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Toon Talk
Page 1 of 2

by Kirby C. Holt (archives)
May 22, 2001
Kirby reviews the DreamWorks hit Shrek.

Toon Talk
Disney Film & Video Reviews by Kirby C. Holt

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(c) Dreamworks

Shrek
Green With Envy

First things first: Shrek is not a Disney film. Occasionally, Toon Talk will review animated films that are not produced by Disney that are still of interest to our readers.

That said, Shrek is the latest release from DreamWorks SKG's animation division. As every movie fan knows, the SKG stands for (Steven) Spielberg, (Jeffrey) Katzenberg and (David) Geffen. These three entertainment heavyweights teamed up to form their own studio several years ago, with former Disney exec Katzenberg handling the animation arm of the studio. And, again, everyone knows the animosity between Katzenberg and Michael Eisner (something about a "little midget") upon his departure from the Disney company.

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(c) Dreamworks

Thus we come to Shrek: filled with irreverent pokes at Katzenberg's former Mouse House boss, some say it is his 'revenge' against Eisner. While the movie does have it's share of in-jokes and allusions to the classic Disney animated films (appearances by Pinocchio, Peter Pan, Snow White, et al; the evil lord's castle is run like a certain world famous theme park), it is not a wall-to-wall smear of Disney. None of the jabs are overtly mean-spirited, but they are not quite original either. We've seen these take-offs before, in everything from National Lampoon's Vacation to The Simpsons, and in most cases with better results. (And, for the record, most of these jokes can be seen in the trailer.)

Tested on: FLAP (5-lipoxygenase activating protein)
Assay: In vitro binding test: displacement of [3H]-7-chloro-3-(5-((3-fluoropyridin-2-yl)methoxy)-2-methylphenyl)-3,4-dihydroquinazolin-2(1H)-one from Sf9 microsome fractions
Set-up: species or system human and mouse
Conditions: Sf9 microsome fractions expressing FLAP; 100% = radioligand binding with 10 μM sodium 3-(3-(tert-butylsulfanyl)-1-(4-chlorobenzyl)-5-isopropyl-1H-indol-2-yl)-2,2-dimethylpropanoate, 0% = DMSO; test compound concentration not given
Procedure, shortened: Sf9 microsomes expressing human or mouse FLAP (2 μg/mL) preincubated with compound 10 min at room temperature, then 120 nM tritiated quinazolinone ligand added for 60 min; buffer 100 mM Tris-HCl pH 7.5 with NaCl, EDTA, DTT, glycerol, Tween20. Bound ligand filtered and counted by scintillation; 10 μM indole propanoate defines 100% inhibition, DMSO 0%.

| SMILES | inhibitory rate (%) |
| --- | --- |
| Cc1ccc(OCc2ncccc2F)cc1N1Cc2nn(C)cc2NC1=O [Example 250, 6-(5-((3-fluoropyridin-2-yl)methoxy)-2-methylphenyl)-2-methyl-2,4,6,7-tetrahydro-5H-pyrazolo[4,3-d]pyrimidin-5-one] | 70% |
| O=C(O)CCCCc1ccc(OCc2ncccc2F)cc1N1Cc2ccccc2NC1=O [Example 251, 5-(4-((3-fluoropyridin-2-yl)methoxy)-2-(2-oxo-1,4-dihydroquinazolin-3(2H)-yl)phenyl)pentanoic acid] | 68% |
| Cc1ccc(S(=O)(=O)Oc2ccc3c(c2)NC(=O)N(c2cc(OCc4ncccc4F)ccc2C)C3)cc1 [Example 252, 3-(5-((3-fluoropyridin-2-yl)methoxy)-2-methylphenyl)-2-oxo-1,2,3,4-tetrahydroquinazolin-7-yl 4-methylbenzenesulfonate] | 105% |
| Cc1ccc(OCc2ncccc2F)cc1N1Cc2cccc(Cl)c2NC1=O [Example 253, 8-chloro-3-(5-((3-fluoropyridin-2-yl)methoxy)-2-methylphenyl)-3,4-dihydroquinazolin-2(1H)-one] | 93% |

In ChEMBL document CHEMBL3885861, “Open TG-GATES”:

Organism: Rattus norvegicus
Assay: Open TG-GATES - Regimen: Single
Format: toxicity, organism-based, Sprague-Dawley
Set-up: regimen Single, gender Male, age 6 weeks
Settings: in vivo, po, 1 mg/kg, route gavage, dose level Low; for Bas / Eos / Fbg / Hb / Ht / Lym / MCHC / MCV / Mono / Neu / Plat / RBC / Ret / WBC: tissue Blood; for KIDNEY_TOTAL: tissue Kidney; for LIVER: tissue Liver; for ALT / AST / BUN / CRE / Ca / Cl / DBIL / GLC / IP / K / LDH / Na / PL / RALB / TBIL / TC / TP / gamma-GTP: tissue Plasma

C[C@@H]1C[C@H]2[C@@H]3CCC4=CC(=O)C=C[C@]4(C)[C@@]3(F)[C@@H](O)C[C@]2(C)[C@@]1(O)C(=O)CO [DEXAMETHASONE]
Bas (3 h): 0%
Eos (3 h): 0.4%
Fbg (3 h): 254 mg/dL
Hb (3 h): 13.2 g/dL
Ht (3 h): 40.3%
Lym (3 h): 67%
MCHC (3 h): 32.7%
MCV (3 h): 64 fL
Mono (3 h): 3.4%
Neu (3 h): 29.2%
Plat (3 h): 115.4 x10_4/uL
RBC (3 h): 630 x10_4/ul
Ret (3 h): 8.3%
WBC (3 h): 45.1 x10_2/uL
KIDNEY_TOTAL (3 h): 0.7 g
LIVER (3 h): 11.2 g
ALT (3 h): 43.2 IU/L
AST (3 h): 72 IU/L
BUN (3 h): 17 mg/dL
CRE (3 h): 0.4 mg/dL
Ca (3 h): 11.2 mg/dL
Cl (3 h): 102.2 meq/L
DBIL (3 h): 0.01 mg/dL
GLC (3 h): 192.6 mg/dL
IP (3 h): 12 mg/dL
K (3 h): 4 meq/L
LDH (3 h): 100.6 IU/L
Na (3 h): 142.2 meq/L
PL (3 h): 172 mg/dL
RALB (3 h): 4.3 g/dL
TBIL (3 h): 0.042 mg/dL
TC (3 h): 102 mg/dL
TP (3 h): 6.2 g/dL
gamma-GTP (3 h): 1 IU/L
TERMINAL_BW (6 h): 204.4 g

The hero of this fractured fairy tale is Shrek, a reclusive ogre voiced by Mike Myers, in a variation of the Scottish brogue he used for his "Fat Bastard" character from Austin Powers: The Spy Who Shagged Me. Shrek is quite comfortable in his swampy home, that is until his serenity is disturbed by the arrival of a wise-cracking talking donkey (Eddie Murphy, channeling Chris Rock) and hordes of dwarfs, fairies and other nursery rhyme folk. Seems that the ruler of the neighboring kingdom, the diminutive despot Lord Farquaad (John Lithgow) has issued a decree baring all magical creatures from his domain. (I guess that would make it the Non-Magic Kingdom.)

In order to rid his swamp of the pesky pixies, Shrek goes to confront Farquaad at his palace, an imposing structure with it's own queue line and turnstiles. After Shrek, WWF-style, defeats his army of soldiers, Farquaad agrees to clear out Shrek's swamp of it's unwanted squatters, but only if the ogre will rescue a certain damsel in distress, Princess Fiona (Cameron Diaz), from her prison in a nearby castle, guarded by a ferocious fire-breathing dragon.

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